Sunday, June 07, 2015

Case o' The Week: Meeting of Minds in Different Times? Johnson and Conspiracy to Produce Child Pornography

“Everyone loves a conspiracy.” Dan Brown, The Da Vinci Code.
Everyone, that is, except James E. Johnston. United States v. Johnson, 2015 WL 3372538 (9th Cir. May 26, 2015), decision available here.

Players: Decision by Judge McKeown, joined by Judges Murguia and Friedland.

Facts: After learning Johnson had applied for membership in a child porn website, agents obtained and executed a search warrant. Id. at *1. They discovered child porn and, in later searches, chats between Johnson and (apparently) an adult prostitute located overseas. Id. at *4. Johnson asked this prostitute, “Switlass,” to obtain child pornography for him; she agreed if he sent her $350 to purchase a digicam to take pictures of minor females. Id. Johnson told Switlass she was his “partner.” Id. A few days after Johnson sent the money, Switlass sent Johnson emails and a CD with child porn images. Id. at *2. At the later trial for conspiracy to produce child pornography, the defense introduced evidence that some of the images he received from Switlass were produced months before their chats (and thus could not have been produced after their agreement). Id. at *4. Johnson was convicted and sentenced to 293 months. Id. at *2.

Issue(s): “According to Johnson, there was only a ‘one-way’ agreement; because Switlass and he had never had a shared criminal intent, there was never a ‘meeting of the minds’ required to support a conspiracy conviction.” Id. at *4.

Held:Although Johnson’s version of events is not entirely implausible, the jury was entitled to reject it . . . Even if the evidence regarding the production date of the photographs was iron clad (which it was not), a ‘rational fact-finder’ could have concluded beyond a reasonable doubt that the chat records nonetheless demonstrated the existence of an agreement between Johnson and Switlass to produce child pornography.” Id. at *5 (citing Jackson, 443 U.S. at 324).

Of Note: Johnson was charged with conspiring to produce child pornography in violation of 18 USC § 2251. Id. at *4. There was no shortage of evidence that he intended to conspire with “Switlass” to produce child porn (regrettably calling her “partner” just to make his intent clear.). Id. The foreign prostitute “Switlass,” however, appears to have had a very different intent – her intent was to con Johnson (and she succeeded). Johnson sent her money to buy a camera and produce child porn, but Switlass sent pictures with creation dates that predated their chats.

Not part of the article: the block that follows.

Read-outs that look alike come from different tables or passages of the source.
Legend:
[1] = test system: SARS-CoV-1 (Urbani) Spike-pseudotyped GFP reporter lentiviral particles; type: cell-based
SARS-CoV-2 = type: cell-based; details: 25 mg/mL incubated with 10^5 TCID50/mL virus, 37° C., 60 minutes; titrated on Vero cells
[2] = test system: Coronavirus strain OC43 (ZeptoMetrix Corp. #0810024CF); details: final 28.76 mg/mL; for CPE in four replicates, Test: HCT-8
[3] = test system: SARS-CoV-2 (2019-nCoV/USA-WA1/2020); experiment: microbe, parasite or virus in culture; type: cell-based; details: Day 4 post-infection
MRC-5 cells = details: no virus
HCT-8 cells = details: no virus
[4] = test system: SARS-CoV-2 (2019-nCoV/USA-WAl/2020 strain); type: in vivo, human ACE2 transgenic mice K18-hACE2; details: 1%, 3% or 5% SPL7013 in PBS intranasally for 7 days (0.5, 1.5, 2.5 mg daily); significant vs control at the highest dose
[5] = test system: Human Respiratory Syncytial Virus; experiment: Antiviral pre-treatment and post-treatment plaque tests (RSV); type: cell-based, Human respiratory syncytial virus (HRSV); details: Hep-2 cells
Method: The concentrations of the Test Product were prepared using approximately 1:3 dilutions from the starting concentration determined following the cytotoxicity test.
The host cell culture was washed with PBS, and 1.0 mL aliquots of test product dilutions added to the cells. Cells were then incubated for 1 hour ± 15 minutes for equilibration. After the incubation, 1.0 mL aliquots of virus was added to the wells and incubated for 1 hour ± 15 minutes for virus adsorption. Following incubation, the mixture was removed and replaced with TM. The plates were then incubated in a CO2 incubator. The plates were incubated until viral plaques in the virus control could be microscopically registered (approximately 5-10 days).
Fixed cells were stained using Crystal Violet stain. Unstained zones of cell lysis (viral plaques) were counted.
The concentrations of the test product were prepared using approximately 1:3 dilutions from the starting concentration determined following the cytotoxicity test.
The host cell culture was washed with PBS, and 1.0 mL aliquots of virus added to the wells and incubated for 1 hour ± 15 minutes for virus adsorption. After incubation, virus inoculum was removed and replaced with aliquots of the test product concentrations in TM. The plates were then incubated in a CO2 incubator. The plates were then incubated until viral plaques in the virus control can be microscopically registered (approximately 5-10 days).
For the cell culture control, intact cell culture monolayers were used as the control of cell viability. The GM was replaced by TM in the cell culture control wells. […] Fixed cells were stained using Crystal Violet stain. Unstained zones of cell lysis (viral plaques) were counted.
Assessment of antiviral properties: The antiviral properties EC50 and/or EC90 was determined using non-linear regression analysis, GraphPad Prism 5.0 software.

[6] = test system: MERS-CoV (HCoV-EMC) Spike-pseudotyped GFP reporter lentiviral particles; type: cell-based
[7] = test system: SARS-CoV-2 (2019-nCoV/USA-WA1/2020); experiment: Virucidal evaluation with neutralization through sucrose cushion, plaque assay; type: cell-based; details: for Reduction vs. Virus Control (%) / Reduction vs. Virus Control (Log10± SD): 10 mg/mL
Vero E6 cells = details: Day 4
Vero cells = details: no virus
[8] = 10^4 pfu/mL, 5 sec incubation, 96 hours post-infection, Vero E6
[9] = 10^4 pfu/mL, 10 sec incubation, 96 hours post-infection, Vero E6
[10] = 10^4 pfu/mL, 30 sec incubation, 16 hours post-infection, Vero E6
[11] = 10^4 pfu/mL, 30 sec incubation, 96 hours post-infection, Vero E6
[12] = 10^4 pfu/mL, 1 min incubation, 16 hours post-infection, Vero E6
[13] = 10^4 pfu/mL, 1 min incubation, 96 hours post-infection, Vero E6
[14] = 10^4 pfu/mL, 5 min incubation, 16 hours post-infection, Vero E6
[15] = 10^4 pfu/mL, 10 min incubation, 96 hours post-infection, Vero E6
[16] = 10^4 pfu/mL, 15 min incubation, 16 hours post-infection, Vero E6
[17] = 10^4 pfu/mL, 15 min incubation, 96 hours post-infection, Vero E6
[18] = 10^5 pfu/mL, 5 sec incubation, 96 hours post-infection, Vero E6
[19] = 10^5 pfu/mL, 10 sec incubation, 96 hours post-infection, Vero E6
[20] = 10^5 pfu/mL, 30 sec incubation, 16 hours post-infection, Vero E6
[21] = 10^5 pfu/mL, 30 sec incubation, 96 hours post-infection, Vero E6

As the Court notes in a footnote, “If two defendants act in concert to achieve a different goal, the government has not shown a meeting of the minds as to a common scheme or plan.” Id at *4 & n.1 (quoting United States v. Lorenzo, 994 F.2d 1448, 1459 (9th Cir. 1993)). Johnson’s dicta that the conspiracy count would stand, even if all of the evidence was “iron clad” that the picture dates all preceded the chats, seems hard to reconcile with horn book conspiracy law in footnote one.

Johnson is a troubling conspiracy decision that should be carefully limited to its facts: there was not iron clad evidence that all pictures predated the chats, so the jury could have rationally found Switlass agreed with Johnson to produce child pornography.

How to Use: The aforementioned Footnote One at least shuts down one conspiracy misunderstanding in Johnson. On appeal, the government argued that Switlass’s intent was irrelevant, as long as Johnson honestly believed he was entering into a conspiracy. Id. at *4 & n. 1. Not so, explains Judge McKeown, “[t]he essence of a conspiracy is a meeting of the minds.” Id. Use footnote one, and its favorable quotation of Lorenzo, to stave off the government’s one-sided conspiracy theories.
For Further Reading: The government’s abuse of conspiracy law is the focus of reform efforts. For a very good collection of resources on modern conspiracy law, visit NACDL’s collection here. 

  Once there, check out Steven R. Morrison, The System of Modern Criminal Conspiracy, 63 Cath. U. L. Rev. 371 (2014), on how we’ve now strayed from our 600 year old roots in modern conspiracy law.

Steven Kalar, Federal Public Defender N.D. Cal. Website at


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